Before I arrived in Tokyo, I wasn’t sure what to expect from it. I like to describe myself as being from a ‘city’, but Dublin is not exactly a high-density, high-rise, bustling metropolis. We don’t even have a subway system. So I approached Tokyo with a sense of trepidation, unsure if I’d be overwhelmed or enthralled by it, almost certain I’d get lost on the subway at least once.
Outside Shibuya Station stands the statue of Hachikō, the famous dog who came to the station every day to wait for his owner, Professor Hidesaburo Ueno of the University of Tokyo, to come back from work. Even though Prof. Ueno died about a year after adopting Hachikō, the dog came to the station every day for the following nine years and nine months.
On the warm summer’s day when I visit Shibuya Station, a cat has decided to lay down for a nap on the statue, blissfully unaware of the hoards of tourists crowded around the landmark. It turns out that this cat has been coming to hang out at the statue for over a year. After Hachikō spent nearly a decade waiting faithfully, if in vain, for his best friend to come home, he finally has someone to keep him company at Shibuya Station.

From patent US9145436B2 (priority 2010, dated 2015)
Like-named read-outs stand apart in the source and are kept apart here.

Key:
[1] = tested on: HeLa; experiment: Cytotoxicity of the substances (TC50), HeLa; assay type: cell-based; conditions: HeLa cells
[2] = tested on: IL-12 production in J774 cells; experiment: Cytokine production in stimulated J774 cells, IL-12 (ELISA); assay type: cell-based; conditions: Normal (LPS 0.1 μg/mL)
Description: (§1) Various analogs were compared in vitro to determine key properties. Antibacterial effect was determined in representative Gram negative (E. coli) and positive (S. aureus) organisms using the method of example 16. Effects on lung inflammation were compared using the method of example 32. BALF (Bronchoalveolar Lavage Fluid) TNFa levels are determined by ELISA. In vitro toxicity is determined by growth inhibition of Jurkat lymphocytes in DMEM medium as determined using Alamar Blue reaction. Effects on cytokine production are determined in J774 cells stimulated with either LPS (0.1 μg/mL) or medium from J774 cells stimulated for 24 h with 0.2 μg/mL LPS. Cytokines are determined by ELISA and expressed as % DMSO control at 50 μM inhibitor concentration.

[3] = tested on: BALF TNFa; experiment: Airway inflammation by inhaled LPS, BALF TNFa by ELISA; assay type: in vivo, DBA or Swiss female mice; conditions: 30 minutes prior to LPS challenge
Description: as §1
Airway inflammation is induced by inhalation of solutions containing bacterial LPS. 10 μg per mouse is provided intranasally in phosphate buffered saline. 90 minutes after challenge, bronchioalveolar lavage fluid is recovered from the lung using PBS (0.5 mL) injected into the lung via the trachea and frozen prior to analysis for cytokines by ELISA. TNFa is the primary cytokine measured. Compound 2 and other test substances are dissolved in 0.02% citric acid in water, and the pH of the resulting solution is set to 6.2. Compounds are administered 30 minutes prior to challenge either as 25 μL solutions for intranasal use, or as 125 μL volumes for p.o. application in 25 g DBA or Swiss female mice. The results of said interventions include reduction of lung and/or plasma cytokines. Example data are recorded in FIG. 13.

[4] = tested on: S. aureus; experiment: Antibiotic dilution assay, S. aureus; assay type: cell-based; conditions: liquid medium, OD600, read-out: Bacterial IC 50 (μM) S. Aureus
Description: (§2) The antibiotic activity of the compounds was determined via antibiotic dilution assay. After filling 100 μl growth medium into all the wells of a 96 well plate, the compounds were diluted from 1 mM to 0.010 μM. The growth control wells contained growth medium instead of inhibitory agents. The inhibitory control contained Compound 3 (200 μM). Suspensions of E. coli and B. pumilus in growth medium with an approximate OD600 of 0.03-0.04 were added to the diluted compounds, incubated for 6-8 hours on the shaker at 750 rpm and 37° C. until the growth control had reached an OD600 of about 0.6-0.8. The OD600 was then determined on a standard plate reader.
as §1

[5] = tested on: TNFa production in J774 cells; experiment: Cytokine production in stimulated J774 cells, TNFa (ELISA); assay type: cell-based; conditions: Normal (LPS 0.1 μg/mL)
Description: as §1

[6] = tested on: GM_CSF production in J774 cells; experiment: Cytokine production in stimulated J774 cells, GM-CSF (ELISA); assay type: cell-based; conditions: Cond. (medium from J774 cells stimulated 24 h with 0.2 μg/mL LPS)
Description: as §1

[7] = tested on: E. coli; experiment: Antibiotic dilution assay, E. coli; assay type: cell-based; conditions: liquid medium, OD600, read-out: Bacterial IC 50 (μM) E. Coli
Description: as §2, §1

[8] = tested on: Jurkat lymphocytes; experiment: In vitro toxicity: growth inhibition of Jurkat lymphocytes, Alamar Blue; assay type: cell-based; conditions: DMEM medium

New York City may have phased out its iconic Ford Crown Victoria Taxis from use in the last decade, but still ferrying passengers around Tokyo are a fleet of cars that could be their distant, Japanese cousins. The boxy aesthetic of the Toyota Crown Comforts caught my eye, anachronistic on streets ruled by the sleeker designs of the twenty-first century. Though I’m not sure of the rationale behind the old-fashioned design, I imagine it as a quiet rebellion, a determined refusal to let a good design fade away as cars lost their straight edges and sharp angles in the last thirty or so years.
The Akihabara district was initially known as a hub for electrical goods retailers, especially in the years following the Second World War. Today, large electrical stores remain, but the main attraction of Akihabara is its otaku (“geek” or “nerd”) culture, with plenty of video game, anime and manga stores to go around.